Olvido

By: Gabriela Yareliz

I heard Erwin McManus say that when cultures do not change, they repeat behaviors. We see this in how the world operates. Political systems showcase this.

Just the other day, I was looking at an article in The New Yorker which reminded me of the Pacto del Olvido (the pact to forget), which was Spain’s way of trying to move on from Franco’s rule once he died in 1975. The truth is nations have their spiritual and political baggage. We don’t just shed that baggage by pretending nothing ever happened. I mean look at the way nations governed people throughout the pandemic and the policies enacted. Has anything really changed? Many countries’ policies mirrored roots from the past.

While reading Eric Metaxas, he brings the great point that we often think ourselves more superior and sophisticated than people in the past. Not sure why we think of them as dumb peasants or something, but the truth is we are no different. Granted, the things available to us are different, (technology, abundance, etc.), but our propensities, emotions and our nature remain the same.

Clearly, the Ukraine-Russia conflict is front of mind. My heart aches for all who are suffering. As I have thought about the conflict and had discussions about it, I couldn’t help but think about history. What makes what Putin is doing different from what all empires and imperial powers have done in the past? (Note this doesn’t justify it at all). But my point is, just as people see Putin as the devil incarnate, plenty of invaded and subjugated peoples and lands see the U.S., Britain, France, Spain and other world powers in a similar, if not the same, way. Humans don’t change in the way they operate.

This led my thoughts to, Why do people invade places or conquer people? When we look at history, we could just say power and wealth and move on. The answer, however, has always been more complex. (Note again that this doesn’t make it right).

What does power mean? If we look at history, it has not been just the ability to hold onto something, and pillage or annex it. The reason power means so much to us (as humans) is the implications of it. It’s influence and a legacy of strength (and often cruelty). As humans, we are all seeking influence. Both Putin and Zelenskyy are not only fighting a fight of land and sovereignty but one of influence. Putin comes from a power that once had more influence than it does now, and he is on a mission to restore that influence.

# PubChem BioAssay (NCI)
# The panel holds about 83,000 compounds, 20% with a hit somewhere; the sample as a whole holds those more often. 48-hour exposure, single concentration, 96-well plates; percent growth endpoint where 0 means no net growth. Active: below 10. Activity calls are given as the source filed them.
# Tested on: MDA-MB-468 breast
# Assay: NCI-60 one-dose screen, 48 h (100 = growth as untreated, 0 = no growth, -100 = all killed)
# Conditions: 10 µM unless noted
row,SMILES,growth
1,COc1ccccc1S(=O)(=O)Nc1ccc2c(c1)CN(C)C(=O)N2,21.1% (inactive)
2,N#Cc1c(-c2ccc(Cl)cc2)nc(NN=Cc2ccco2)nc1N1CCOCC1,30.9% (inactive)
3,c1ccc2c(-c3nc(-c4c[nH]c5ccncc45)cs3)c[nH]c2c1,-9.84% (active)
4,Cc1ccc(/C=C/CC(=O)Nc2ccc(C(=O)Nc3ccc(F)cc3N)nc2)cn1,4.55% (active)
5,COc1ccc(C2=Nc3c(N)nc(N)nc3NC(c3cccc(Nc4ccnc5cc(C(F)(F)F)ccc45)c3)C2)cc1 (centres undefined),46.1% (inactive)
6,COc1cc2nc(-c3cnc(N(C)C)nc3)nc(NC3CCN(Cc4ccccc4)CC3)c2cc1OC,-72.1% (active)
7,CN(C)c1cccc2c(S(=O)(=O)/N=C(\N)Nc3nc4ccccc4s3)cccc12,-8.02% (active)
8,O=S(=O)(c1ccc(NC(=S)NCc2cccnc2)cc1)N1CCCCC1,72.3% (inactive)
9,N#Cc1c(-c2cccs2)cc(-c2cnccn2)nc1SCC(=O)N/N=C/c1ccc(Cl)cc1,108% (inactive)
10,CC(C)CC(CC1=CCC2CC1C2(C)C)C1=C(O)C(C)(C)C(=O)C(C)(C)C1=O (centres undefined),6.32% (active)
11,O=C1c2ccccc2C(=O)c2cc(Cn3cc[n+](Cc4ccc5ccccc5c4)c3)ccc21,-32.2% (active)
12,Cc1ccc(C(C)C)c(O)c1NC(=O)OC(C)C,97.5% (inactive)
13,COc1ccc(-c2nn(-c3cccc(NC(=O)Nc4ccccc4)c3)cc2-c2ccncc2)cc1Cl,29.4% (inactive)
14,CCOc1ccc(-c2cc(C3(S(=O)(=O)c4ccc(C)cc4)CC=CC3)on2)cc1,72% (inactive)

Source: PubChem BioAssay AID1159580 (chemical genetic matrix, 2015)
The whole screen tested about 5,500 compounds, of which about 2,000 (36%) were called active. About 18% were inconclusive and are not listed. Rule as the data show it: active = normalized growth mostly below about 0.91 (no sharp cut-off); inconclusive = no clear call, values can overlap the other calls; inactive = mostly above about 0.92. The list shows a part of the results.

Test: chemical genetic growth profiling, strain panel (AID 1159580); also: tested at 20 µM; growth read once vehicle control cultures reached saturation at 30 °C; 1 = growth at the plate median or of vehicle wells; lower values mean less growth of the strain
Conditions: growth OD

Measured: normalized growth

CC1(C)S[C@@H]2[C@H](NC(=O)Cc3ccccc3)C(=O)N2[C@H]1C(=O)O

When it comes to world powers, influence has always been key, and its effects last for generations. It not only means a political ideology– it means language, religion, and lifestyle/culture. Lifestyle (food, conflict, behavioral responses, traditions) has such far-reaching effects that it affects our epigenetics. It has an impact on our health and DNA (how we process foods or respond to trauma), and we pass this on to our children, and they pass it on to their children. It’s wild when you think about it.

Just look at Spain and the impact it had in the Americas. It brought with it architecture, foods and ingredients, language, religion, and traditions. It’s undeniable, regardless of how one feels about it.

We all wonder what is next. Will China make a bold and swift move toward Taiwan? Does anyone else in Europe have eyes set on neighboring land and people? To be honest, Hitler, Mussolini, and Franco were not that long ago. There are generations alive who have vivid memories and feelings about what transpired and how to move forward. Colonialism isn’t dead. Puerto Rico is the oldest colony in the world, at the hands of the U.S. We humans subsist on incredible double standards in how we analyze the world and world leaders.

Societies change. The fierce attitude of the Roman or Greek empires has passed away. I’d say that by comparison, our countries are led by men of weakness, but ambitious men, nonetheless. Will history repeat itself? It feels like the inevitable answer is ‘yes.’ Further, now that attacks are cyber and nuclear, it feels like all of us (and our bank accounts) are dragged into this.

As we watch how things continue to unfold on the world stage, we must remember what is at stake. Every time influence is won, its impacts reach beyond present times and influence shifts history.

Empires rise, and empires fall. And unfortunately, we are all just in the middle of it. No one can ignore it, and the ones of the past cannot be forgotten.

Published by Gabriela Yareliz

Gabriela is a writer, editor and attorney. She loves the art of storytelling, and she is based in NYC.

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